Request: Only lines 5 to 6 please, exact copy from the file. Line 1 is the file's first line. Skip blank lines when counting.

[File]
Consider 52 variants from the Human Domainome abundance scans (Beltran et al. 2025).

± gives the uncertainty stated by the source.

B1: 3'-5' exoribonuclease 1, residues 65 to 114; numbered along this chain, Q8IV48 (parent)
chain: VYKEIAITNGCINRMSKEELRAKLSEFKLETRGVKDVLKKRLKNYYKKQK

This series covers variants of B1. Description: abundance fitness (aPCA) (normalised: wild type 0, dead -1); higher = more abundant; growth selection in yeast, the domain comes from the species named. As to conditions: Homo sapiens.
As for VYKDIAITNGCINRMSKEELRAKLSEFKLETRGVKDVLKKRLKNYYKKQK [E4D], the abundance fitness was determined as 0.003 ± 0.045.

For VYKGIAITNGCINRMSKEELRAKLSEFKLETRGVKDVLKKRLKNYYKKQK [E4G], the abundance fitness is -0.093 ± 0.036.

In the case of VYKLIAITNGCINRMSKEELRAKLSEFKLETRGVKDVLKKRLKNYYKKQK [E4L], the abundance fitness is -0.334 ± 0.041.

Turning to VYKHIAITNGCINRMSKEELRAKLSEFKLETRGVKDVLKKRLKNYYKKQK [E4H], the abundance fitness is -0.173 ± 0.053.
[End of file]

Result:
This series covers variants of B1. Description: abundance fitness (aPCA) (normalised: wild type 0, dead -1); higher = more abundant; growth selection in yeast, the domain comes from the species named. As to conditions: Homo sapiens.
As for VYKDIAITNGCINRMSKEELRAKLSEFKLETRGVKDVLKKRLKNYYKKQK [E4D], the abundance fitness was determined as 0.003 ± 0.045.